The role of antibiotics in treating secretory otitis media in children aged 2–12 years in an accredited teaching hospital in southeast Asia
Sarmishtha De1, Kamal Kachhawa2, Arun Gambhir3, Rajesh K Jain3, Rasmirekha Behera4, Sanjay K Diwan3, Sanjay Kumar5
1 Department of Otorhinolaryngology, MGIMS, Sevagram, Wardha, Maharashtra, India
2 Department of Biochemistry, Mahaveer Institute of Medical Sciences and Research, Bhopal, Madhya Pradesh, India
3 Department of Medicine, Mahaveer Institute of Medical Sciences and Research, Bhopal, Madhya Pradesh, India
4 Department of Pharmacology, IMS & SUM Hospital, SOA University, Bhubaneswar, Orissa, India
5 Department of Pharmacology, Mahaveer Institute of Medical Sciences and Research, Bhopal, Madhya Pradesh, India
Department of Otorhinolaryngology, Mahaveer Institute of Medical Sciences and Research, Bhopal, Madhya Pradesh
Source of Support: None, Conflict of Interest: None
Secretory otitis media (SOM) is the most common clinical condition that can cause conductive deafness, especially among school-going children. The outcomes of hearing loss in children include speech problems, behavioral problems, and poor academic performance. Management of SOM therefore remains crucial. We carried out a comparative study of antibiotics versus surgical therapy for the treatment of SOM.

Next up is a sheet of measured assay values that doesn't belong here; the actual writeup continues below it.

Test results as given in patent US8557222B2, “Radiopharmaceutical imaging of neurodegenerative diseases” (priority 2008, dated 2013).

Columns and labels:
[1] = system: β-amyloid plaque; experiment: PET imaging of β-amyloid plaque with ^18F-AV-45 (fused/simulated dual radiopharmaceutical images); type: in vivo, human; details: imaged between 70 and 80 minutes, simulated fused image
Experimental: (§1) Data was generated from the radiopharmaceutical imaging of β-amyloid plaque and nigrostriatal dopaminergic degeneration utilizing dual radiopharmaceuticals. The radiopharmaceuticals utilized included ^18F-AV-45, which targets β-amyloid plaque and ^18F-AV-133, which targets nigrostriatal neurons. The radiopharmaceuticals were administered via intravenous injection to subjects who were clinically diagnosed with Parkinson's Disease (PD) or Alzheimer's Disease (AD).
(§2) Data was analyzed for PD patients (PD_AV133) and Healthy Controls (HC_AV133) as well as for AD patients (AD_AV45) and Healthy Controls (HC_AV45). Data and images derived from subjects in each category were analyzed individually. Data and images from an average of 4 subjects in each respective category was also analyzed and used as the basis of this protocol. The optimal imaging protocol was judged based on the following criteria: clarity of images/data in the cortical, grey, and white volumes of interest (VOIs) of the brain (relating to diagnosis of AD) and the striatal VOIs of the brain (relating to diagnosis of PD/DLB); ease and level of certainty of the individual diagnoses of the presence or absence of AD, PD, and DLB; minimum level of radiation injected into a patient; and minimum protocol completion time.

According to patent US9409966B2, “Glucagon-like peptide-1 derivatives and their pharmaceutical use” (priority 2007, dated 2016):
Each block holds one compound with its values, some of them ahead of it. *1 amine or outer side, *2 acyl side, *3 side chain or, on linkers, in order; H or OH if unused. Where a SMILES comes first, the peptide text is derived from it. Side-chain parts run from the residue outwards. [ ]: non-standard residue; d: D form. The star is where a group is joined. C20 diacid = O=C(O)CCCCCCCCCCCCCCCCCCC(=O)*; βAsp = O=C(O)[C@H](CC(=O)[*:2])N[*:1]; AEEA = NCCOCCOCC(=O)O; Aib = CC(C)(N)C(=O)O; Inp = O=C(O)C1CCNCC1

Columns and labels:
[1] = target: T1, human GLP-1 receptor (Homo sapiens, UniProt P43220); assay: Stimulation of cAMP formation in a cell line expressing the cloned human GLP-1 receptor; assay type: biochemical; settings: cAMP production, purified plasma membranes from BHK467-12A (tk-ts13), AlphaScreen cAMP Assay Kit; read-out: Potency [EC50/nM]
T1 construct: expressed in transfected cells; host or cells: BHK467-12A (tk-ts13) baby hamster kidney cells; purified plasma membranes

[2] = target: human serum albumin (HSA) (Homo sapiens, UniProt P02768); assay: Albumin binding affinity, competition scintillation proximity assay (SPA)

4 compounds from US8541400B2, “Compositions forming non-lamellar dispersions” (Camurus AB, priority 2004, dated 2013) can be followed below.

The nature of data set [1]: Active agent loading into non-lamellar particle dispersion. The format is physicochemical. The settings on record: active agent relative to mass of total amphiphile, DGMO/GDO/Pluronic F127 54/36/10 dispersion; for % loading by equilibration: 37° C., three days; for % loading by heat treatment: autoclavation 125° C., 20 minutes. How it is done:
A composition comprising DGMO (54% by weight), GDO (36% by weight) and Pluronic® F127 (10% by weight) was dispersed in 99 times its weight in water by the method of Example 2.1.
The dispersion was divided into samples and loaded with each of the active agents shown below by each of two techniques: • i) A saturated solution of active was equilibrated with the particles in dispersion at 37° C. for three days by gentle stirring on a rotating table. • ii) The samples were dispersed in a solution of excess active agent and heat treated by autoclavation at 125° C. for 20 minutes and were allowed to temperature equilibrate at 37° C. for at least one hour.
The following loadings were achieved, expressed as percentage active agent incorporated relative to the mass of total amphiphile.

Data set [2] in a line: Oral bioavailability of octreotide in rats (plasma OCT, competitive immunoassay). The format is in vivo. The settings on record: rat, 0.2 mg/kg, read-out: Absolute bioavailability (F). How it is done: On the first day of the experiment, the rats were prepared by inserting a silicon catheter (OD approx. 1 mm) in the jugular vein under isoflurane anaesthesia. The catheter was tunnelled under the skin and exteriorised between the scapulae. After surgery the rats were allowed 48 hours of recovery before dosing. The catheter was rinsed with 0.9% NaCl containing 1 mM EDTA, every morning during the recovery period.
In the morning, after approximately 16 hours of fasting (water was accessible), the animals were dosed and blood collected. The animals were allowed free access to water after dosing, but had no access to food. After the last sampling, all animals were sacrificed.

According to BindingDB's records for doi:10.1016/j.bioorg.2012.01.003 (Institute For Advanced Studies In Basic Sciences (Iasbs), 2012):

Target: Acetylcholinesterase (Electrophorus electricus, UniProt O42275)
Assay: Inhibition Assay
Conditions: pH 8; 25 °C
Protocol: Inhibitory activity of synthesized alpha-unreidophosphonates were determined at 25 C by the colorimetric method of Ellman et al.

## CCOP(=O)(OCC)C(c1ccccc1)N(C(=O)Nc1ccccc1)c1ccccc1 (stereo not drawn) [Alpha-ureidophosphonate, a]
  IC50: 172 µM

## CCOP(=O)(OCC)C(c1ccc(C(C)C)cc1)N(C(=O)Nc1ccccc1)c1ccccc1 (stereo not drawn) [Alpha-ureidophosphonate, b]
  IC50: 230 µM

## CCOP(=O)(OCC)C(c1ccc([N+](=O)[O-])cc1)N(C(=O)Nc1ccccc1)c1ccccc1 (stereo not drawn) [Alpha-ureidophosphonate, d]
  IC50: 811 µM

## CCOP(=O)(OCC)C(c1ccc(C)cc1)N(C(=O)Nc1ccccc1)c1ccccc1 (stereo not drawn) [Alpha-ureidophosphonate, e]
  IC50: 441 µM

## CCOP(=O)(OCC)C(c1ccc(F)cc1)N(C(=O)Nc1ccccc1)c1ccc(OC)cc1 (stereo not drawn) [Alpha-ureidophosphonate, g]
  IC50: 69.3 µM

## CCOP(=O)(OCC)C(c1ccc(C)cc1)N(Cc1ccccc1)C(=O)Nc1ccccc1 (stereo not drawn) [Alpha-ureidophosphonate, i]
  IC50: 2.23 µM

Patients and methods
The present study included 50 patients. Detailed history taking with ENT examinations was performed and documented in a validated pro forma. Routine investigations such as complete blood count, urine examination, audiological investigation such as impedance audiometry, etc, were carried out.
Observation and results
About 70% of the patients presented with symptoms of ear block with mouth breathing. Increased incidence was found in the 2–6 years age group. The present showed that surgery can increase the rate of recovery, shorten the duration of therapy, and prevent the recurrence of SOM compared with treatment with antibiotics.
Both the treatments have complications associated with them. Large, well-controlled studies can help resolve the risk–benefit ratio by measuring SOM recurrence, functional outcome, quality of life, and long-term outcomes.